Germany: helping the refugees

Submitted by Matthew on 30 September, 2015 - 12:29 Author: Alice

According to the statistics, those who volunteer to help refugees are either between 20 and 30 years old or are older people.

Maybe those "in the middle", with a full-time job and young children, find it harder to make time.

I talked with an active trade union woman at work the other day, and she said that she doesn't volunteer but donates money to an organisation in Mannheim. Some volunteers are unemployed and need money if only for bus fares.

The volunteering is mostly through existing organisations but new groups have formed as well. There are least four new groups in Mannheim: Mannheim sagt ja! (Mannheim says yes); Flüchtlinge willkommen (refugees welcome); Save Me Mannheim; Nice to meet you.

Mannheim and Heidelberg have refugees coming to live here, but also serve as first stopping points: the large now-empty former US military facilities here, now state-owned, are used to house refugees temporarily.

When Germany temporarily closed its borders, really, I think, the organisations and the volunteers and administrations breathed a sigh of relief.

Not because they thought we had "had enough" refugees, but because they'd have a chance to catch up and make sure that refugees are treated well (medical treatment, psychological support, language-teaching, housing etc.)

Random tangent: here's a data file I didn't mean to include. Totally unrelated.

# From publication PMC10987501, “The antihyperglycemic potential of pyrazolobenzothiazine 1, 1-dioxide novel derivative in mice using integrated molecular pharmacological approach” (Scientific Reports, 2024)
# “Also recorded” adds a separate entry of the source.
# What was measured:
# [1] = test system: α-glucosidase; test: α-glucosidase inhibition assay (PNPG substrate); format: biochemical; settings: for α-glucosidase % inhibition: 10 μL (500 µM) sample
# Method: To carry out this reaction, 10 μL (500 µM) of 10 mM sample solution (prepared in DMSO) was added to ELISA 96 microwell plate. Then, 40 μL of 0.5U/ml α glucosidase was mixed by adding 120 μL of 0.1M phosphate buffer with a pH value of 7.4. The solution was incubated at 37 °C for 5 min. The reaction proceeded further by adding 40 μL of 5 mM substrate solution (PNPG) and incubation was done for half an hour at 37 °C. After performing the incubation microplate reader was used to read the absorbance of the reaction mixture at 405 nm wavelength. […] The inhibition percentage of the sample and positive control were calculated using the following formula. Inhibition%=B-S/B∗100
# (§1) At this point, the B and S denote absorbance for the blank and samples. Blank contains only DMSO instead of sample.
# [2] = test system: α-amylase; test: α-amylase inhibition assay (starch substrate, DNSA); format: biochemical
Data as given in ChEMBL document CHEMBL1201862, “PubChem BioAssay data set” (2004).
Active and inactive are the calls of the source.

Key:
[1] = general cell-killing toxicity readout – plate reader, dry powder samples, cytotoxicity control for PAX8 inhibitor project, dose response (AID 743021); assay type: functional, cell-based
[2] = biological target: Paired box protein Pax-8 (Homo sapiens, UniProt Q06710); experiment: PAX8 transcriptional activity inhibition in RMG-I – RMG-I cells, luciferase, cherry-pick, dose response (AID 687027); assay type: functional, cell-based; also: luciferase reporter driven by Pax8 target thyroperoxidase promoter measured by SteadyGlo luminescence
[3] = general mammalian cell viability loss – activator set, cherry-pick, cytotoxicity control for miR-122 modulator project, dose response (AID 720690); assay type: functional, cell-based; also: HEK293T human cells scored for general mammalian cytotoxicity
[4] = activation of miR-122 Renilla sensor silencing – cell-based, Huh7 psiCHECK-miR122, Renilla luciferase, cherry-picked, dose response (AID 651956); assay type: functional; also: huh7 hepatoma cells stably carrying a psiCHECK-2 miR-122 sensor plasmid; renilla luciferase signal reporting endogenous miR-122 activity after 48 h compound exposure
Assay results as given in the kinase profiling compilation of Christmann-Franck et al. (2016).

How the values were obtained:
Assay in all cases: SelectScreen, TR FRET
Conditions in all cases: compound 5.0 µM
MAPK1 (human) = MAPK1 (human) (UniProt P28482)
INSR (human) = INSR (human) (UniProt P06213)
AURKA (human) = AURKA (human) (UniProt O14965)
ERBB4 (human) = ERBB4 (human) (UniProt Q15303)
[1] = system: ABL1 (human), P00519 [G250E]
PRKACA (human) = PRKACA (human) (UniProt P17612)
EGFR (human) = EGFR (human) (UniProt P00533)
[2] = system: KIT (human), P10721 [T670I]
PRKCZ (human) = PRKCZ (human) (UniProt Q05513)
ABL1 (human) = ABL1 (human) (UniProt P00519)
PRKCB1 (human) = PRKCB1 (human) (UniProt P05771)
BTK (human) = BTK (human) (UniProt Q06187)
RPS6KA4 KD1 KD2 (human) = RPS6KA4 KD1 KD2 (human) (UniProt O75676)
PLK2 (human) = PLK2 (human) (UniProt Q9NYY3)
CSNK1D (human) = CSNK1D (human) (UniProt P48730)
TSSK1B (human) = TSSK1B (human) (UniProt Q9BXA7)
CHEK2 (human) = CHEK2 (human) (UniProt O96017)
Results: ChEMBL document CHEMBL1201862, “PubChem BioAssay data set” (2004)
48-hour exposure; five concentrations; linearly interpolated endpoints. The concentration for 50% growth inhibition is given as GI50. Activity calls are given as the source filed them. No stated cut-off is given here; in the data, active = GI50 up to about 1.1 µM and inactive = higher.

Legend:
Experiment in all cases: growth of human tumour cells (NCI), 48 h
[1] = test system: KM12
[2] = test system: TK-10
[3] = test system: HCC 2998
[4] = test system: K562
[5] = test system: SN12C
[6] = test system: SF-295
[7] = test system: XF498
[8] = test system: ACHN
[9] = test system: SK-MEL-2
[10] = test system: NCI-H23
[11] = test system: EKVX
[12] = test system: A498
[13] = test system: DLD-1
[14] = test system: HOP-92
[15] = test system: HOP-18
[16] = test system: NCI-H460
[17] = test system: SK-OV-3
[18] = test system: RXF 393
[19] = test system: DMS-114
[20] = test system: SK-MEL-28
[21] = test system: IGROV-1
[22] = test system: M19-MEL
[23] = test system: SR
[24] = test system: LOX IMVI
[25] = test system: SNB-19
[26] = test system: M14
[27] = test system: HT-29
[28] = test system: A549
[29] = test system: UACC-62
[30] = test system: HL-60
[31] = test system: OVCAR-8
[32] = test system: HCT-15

Municipal administrations sometimes feel overwhelmed because they have been largely left to themselves to deal with it all so far, though the federal government is due to release funds.

Bavaria's right-wing minister of the interior talks of dividing refugees into “good” and “bad” ones. The “bad” ones are from Albania or Kosova, for example.

On the whole even right wing politicians have been very careful in their expressions.

They tend to argue for a Europe-wide solution. That's all right, but it doesn’t much help the people on the road right now. We know how long decisions on a European level can take.

An effort is being made by the media to present “good practice” of businesses taking on refugees for training programs and showing how willing some are to learn. I am sure that there is a positive psychological result due to these arguments in the back of people’s minds. Can a Syrian doctor be a doctor here? If you are not convinced of basic human rights, all this is very fragile and emotions and thoughts can change very quickly.

Of course, even now you hear comments like “it's a bit too much” and I get the feeling that some people don’t even want to think about the implications and challenges ahead.

In a recent opinion poll, 74% of the population said that they were more or less satisfied with the government's refugee policy. Over half said that they personally would be willing to help refugees.

People with more education are more pro-refugee than people with less, and leftish voters more than right-wing voters.

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